Digital Technology Assessment Criteria - beta
The UK digital health ecosystem is vibrant and rapidly changing with patients, commissioners and developer organisations all playing an active role in the development and use of digital solutions. NHSX is committed to giving citizens and staff the technology they need, and by working with stakeholders across the ecosystem, we are creating the environment for innovation to flourish.
The Digital Technology Assessment Criteria for health and social care, beta (DTAC) is designed to support these stakeholders. It forms a baseline assessment criteria that validates the suitability and function of digital health technologies for use by the NHS, social care staff or directly by citizens. It replaces the existing Digital Assessment Questionnaire (DAQ) and Digital Assessment Portal (DAP).
It will be supported by the Guide to Good Practice for Digital and Data-Driven Health Technologies, which will be published in October by the NHS AI Lab. Used together they will articulate a clear ambition for the generation of digital services designed around people’s needs and which adhere to key principles of privacy, security, interoperability, clinical safety, accessibility and inclusion.
The DTAC sets a baseline for digital health and care technologies enabling both patients and the system to adopt relevant, safe and innovative technologies much more quickly.
How is the assessment criteria defined?
As it’s applied and scaled, the DTAC focuses on detailing the specific requirements that must be evidenced before digital health technologies can be used directly by patients or procured safely by commissioners and the wider health and care system.
The assessment criteria is focused on 5 core areas. Sections 1-4 form the core assessed criteria, with a separate conformity rating and recommendations provided around usability and accessibility:
- Clinical safety: assessed to ensure that baseline clinical safety measures are in place and that organisations undertake clinical risk management activities to manage this risk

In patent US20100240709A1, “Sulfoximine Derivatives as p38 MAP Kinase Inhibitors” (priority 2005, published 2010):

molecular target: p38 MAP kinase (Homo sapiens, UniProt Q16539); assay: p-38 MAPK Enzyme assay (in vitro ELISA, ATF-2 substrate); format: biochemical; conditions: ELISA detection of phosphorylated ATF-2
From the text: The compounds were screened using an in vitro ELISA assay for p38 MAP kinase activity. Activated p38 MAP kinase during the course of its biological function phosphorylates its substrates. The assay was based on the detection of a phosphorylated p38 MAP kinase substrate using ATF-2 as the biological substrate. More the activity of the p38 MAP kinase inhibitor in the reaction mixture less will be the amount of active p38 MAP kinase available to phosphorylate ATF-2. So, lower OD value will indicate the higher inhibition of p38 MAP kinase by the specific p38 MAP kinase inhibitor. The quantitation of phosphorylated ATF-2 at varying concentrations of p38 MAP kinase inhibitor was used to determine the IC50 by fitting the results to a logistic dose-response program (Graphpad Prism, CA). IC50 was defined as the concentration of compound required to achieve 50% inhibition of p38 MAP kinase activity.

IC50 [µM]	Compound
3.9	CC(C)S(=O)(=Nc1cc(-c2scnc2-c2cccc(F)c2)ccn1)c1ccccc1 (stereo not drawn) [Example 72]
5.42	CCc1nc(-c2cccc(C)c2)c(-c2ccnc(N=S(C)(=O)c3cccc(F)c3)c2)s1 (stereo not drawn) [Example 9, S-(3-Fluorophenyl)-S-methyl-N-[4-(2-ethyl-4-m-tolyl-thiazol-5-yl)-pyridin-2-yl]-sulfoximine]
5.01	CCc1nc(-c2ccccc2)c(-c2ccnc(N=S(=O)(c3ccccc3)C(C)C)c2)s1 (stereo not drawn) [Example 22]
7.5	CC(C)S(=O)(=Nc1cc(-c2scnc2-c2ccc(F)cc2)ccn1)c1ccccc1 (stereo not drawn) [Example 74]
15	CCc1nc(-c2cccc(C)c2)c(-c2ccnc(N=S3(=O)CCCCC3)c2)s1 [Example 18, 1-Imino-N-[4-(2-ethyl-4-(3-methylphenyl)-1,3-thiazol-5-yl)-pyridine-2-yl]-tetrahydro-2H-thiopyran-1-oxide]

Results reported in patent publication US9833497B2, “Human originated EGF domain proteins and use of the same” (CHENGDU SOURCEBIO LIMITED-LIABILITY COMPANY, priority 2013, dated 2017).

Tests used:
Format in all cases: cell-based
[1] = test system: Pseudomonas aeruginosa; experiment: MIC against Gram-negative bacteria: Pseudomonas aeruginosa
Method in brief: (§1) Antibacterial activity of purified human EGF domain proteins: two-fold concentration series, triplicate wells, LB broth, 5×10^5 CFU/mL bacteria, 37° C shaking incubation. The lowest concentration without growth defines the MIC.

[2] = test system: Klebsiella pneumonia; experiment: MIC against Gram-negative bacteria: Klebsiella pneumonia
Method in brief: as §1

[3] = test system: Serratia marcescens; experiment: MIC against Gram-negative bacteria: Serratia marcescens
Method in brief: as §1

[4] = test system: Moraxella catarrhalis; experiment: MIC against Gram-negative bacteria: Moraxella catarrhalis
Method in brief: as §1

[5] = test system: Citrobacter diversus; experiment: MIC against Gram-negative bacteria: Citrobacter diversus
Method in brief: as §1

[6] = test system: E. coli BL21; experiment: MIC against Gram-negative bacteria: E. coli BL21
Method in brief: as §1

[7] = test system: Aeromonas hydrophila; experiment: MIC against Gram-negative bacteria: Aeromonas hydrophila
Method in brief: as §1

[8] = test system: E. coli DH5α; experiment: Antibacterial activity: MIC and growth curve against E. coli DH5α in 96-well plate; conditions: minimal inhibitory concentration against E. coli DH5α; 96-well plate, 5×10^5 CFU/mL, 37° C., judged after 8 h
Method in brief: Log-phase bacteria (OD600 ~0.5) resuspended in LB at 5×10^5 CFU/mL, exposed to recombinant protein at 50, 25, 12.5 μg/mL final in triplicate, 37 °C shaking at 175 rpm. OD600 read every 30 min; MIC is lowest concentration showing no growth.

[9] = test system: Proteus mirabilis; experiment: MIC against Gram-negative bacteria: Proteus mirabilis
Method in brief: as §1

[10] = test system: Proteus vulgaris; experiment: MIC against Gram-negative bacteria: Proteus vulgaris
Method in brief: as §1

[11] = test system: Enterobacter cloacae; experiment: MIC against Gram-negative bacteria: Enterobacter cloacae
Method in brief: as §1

- Data protection: assessed to ensure that data protection and privacy is ‘by design’ and the rights of individuals are protected.
- Technical assurance: assessed to ensure that products are secure and stable
- Interoperability: assessed to ensure that data is communicated accurately and quickly whilst staying safe and secure
- Usability and accessibility: products are allocated a conformity rating having been benchmarked against good practice. Where there are areas for improvement, recommendations will be made if there are areas for improvement.
During this beta phase (anticipated to cover approximately three months) we will continue to work closely with developers, digital technology assessors and commissioners to ensure the criteria is updated as the market develops.
We have set out a roadmap to assessing new apps and products from January, to support engagement with commissioners. We encourage developers to consider whether they meet the DTAC criteria in the meantime. You can read more in our blog.
Evidence standards framework for digital health technologies
We will also continue to work alongside other key stakeholders including the Accelerated Access Collaborative (AAC) to support innovators, the Medicines and Healthcare products Regulatory Agency (MHRA) and NICE to build on the Evidence Standards Framework for digital health technologies. This is a framework that describes the level of evidence needed to demonstrate effectiveness and value for digital technologies that have different functions and risks.
NHS digital service manual
The digital service manual helps NHS teams design and build consistent, usable digital services that put people first. It includes:
- the NHS.UK frontend library
- prototyping kit
- design principles
- UI styles, patterns and components
- content style guide
- accessibility and other practice guidance
The content that is available in sections A, B, C and D of the DTAC on our website is also available as a downloadable printable Word document.